On average, one-third to one-half of people who go into an assisted living facility or a nursing home will live there three-to-five years. Now, depending on the location and type of center, long-term care costs range from $5,000 to $10,000 per month. It won’t take long for a person’s savings to be gone with nothing left behind for their children. What’s the solution?
Consulting an experienced estate planning attorney should be your first step. It’s possible that with the right strategy, Medicaid planning could provide essential care services without exhausting all of a loved one’s assets.
How Medicaid Planning Might Work
Medicaid is a need-based federal and state program that covers the cost of long-term care for qualified individuals. Generally speaking, a person can’t have more than $2,000 in assets to qualify, excluding their home and car. But for those individuals who do qualify for Medicaid, their nursing home stay is taken care of for as long as they live.
Now here’s an important consideration: in order to leave any assets to your heirs, comprehensive estate planning has to be done in advance—at least five years before you or someone you love is ready to go to a care facility. Why? Because as the Medicaid program determines eligibility, it “looks back” for any assets transferred to family members for less than fair market value in the last five years. Transfers within that time frame could be viewed as current assets and result in Medicare disqualification.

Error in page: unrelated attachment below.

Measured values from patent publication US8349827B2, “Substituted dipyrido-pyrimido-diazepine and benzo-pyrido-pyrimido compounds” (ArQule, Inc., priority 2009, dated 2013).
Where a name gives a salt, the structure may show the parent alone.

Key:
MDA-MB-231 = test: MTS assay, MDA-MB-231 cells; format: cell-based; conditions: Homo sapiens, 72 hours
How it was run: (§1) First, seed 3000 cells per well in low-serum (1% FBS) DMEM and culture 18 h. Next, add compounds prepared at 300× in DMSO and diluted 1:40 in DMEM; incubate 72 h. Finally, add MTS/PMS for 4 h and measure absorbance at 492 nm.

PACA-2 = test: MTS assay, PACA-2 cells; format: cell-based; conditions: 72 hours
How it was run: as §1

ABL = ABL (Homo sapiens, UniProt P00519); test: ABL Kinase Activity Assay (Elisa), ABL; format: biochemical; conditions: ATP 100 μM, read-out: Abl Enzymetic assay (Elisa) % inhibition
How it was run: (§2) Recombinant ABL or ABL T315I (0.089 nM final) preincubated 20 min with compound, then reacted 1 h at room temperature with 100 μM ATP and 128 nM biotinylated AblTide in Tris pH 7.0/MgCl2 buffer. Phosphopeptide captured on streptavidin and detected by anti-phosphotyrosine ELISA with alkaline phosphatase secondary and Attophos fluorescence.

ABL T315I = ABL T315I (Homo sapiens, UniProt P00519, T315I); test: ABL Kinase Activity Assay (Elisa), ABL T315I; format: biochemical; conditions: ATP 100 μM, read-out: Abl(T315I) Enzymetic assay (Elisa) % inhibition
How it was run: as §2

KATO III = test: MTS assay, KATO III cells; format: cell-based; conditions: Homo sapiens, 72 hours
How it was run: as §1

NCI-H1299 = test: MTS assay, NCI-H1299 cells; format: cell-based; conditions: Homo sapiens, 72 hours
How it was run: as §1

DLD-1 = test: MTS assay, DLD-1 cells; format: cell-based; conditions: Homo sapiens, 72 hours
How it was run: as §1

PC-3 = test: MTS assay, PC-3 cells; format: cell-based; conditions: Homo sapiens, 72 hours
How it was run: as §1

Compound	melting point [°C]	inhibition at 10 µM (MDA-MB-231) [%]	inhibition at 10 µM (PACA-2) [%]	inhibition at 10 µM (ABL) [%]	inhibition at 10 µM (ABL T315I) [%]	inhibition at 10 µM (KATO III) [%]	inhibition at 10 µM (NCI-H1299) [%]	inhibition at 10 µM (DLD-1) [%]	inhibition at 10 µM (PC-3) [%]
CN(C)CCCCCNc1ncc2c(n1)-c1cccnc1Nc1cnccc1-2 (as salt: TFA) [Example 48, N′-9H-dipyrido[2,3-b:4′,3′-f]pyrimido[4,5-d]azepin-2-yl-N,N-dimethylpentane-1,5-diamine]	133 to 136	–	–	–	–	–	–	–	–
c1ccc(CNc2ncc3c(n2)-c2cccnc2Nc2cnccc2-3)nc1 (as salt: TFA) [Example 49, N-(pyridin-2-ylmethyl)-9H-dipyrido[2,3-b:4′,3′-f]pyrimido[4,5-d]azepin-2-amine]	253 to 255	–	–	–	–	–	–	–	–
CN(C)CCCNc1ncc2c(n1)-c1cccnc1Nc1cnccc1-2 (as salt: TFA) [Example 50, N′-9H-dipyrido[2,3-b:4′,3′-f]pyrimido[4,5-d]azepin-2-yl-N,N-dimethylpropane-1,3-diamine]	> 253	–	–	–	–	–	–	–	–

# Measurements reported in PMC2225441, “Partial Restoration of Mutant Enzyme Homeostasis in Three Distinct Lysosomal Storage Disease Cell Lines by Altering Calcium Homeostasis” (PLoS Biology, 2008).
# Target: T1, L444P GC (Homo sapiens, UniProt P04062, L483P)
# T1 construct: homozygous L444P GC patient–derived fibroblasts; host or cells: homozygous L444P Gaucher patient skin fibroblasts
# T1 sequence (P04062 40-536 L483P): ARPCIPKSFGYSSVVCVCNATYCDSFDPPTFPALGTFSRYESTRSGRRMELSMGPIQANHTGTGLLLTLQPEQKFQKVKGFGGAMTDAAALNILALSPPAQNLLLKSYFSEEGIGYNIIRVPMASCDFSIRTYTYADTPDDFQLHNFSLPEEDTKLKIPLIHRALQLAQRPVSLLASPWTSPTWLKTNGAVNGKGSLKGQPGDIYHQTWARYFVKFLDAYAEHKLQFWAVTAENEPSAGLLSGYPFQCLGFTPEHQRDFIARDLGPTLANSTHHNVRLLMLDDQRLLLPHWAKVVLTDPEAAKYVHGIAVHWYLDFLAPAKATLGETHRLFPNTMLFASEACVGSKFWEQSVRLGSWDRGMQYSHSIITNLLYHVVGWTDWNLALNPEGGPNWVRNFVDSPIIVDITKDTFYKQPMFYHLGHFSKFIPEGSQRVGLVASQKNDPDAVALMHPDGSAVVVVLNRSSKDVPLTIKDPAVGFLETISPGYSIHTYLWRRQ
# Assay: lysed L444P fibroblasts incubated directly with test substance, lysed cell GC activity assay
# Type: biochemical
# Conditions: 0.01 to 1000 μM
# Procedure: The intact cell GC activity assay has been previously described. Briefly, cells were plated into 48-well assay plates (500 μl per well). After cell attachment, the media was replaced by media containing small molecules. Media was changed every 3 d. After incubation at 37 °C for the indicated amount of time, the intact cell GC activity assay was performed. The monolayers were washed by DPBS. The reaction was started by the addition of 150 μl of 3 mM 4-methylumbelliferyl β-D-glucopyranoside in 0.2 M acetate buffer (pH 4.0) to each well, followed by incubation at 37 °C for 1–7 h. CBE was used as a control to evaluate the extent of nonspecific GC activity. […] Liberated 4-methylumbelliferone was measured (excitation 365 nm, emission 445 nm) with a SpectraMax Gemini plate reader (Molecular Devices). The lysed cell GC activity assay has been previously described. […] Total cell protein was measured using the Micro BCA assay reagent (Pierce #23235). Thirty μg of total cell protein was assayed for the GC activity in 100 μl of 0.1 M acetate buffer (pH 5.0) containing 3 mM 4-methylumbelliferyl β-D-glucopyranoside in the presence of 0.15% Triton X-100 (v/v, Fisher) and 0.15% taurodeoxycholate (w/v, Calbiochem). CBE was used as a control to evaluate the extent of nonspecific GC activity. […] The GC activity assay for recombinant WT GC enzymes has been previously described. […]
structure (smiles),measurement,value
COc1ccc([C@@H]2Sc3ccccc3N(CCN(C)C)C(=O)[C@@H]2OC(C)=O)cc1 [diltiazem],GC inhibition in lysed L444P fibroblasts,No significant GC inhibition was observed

How an Estate Attorney Can Help
Of course, you don’t have a crystal ball to know for sure that a transition to assisted living or a nursing home will happen. But advance preparation is key. Lawyers with experience in elder law can project various costs for healthcare and long-term facility care and explain the confusing Medicaid system and potential eligibility.
When crafting your estate plan, they might have additional solutions to secure your assets for family members, such as long-term care insurance, various types of trusts, and other options. You have a choice. Who gets your assets: your family or the nursing home? With forethought and the right advice, you won’t need a crystal ball for that decision.